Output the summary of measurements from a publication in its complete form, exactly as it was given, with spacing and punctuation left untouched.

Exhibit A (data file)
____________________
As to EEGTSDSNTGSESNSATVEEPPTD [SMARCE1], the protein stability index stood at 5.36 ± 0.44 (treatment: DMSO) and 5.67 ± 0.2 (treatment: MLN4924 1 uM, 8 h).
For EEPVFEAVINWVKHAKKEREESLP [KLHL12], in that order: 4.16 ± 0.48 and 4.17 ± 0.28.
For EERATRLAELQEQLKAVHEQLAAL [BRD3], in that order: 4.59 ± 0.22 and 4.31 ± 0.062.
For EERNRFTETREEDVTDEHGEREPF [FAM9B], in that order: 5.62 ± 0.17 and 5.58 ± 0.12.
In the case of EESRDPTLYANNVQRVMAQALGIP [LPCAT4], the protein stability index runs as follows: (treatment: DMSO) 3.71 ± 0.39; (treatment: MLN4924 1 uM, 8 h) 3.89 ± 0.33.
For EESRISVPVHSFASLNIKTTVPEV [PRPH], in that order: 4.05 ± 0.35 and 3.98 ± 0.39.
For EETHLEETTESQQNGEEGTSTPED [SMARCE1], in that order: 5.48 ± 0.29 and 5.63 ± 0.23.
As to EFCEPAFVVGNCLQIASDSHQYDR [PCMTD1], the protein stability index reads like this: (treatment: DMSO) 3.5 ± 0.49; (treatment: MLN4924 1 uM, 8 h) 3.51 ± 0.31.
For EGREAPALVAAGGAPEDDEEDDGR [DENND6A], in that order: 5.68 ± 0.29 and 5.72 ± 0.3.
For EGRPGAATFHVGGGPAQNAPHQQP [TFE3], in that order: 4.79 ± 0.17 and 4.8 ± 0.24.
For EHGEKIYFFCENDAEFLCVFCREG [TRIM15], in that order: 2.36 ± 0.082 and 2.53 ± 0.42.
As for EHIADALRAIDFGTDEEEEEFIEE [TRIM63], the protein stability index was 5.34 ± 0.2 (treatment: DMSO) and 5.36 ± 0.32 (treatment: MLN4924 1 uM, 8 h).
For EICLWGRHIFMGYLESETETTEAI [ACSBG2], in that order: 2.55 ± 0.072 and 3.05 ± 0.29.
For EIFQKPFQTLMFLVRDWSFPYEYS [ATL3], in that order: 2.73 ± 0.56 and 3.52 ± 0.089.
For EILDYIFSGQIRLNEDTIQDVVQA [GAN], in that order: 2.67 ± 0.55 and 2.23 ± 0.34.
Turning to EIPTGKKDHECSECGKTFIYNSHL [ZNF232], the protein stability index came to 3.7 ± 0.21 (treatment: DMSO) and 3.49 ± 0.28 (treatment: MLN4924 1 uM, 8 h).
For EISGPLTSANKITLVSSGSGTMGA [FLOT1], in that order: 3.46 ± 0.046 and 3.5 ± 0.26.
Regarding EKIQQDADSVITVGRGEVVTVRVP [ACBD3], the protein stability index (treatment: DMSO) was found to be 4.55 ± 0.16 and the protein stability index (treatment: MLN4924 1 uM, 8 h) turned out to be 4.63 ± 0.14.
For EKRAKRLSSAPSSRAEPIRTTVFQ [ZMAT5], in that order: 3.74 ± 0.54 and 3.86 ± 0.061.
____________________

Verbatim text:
As to EEGTSDSNTGSESNSATVEEPPTD [SMARCE1], the protein stability index stood at 5.36 ± 0.44 (treatment: DMSO) and 5.67 ± 0.2 (treatment: MLN4924 1 uM, 8 h).
For EEPVFEAVINWVKHAKKEREESLP [KLHL12], in that order: 4.16 ± 0.48 and 4.17 ± 0.28.
For EERATRLAELQEQLKAVHEQLAAL [BRD3], in that order: 4.59 ± 0.22 and 4.31 ± 0.062.
For EERNRFTETREEDVTDEHGEREPF [FAM9B], in that order: 5.62 ± 0.17 and 5.58 ± 0.12.
In the case of EESRDPTLYANNVQRVMAQALGIP [LPCAT4], the protein stability index runs as follows: (treatment: DMSO) 3.71 ± 0.39; (treatment: MLN4924 1 uM, 8 h) 3.89 ± 0.33.
For EESRISVPVHSFASLNIKTTVPEV [PRPH], in that order: 4.05 ± 0.35 and 3.98 ± 0.39.
For EETHLEETTESQQNGEEGTSTPED [SMARCE1], in that order: 5.48 ± 0.29 and 5.63 ± 0.23.
As to EFCEPAFVVGNCLQIASDSHQYDR [PCMTD1], the protein stability index reads like this: (treatment: DMSO) 3.5 ± 0.49; (treatment: MLN4924 1 uM, 8 h) 3.51 ± 0.31.
For EGREAPALVAAGGAPEDDEEDDGR [DENND6A], in that order: 5.68 ± 0.29 and 5.72 ± 0.3.
For EGRPGAATFHVGGGPAQNAPHQQP [TFE3], in that order: 4.79 ± 0.17 and 4.8 ± 0.24.
For EHGEKIYFFCENDAEFLCVFCREG [TRIM15], in that order: 2.36 ± 0.082 and 2.53 ± 0.42.
As for EHIADALRAIDFGTDEEEEEFIEE [TRIM63], the protein stability index was 5.34 ± 0.2 (treatment: DMSO) and 5.36 ± 0.32 (treatment: MLN4924 1 uM, 8 h).
For EICLWGRHIFMGYLESETETTEAI [ACSBG2], in that order: 2.55 ± 0.072 and 3.05 ± 0.29.
For EIFQKPFQTLMFLVRDWSFPYEYS [ATL3], in that order: 2.73 ± 0.56 and 3.52 ± 0.089.
For EILDYIFSGQIRLNEDTIQDVVQA [GAN], in that order: 2.67 ± 0.55 and 2.23 ± 0.34.
Turning to EIPTGKKDHECSECGKTFIYNSHL [ZNF232], the protein stability index came to 3.7 ± 0.21 (treatment: DMSO) and 3.49 ± 0.28 (treatment: MLN4924 1 uM, 8 h).
For EISGPLTSANKITLVSSGSGTMGA [FLOT1], in that order: 3.46 ± 0.046 and 3.5 ± 0.26.
Regarding EKIQQDADSVITVGRGEVVTVRVP [ACBD3], the protein stability index (treatment: DMSO) was found to be 4.55 ± 0.16 and the protein stability index (treatment: MLN4924 1 uM, 8 h) turned out to be 4.63 ± 0.14.
For EKRAKRLSSAPSSRAEPIRTTVFQ [ZMAT5], in that order: 3.74 ± 0.54 and 3.86 ± 0.061.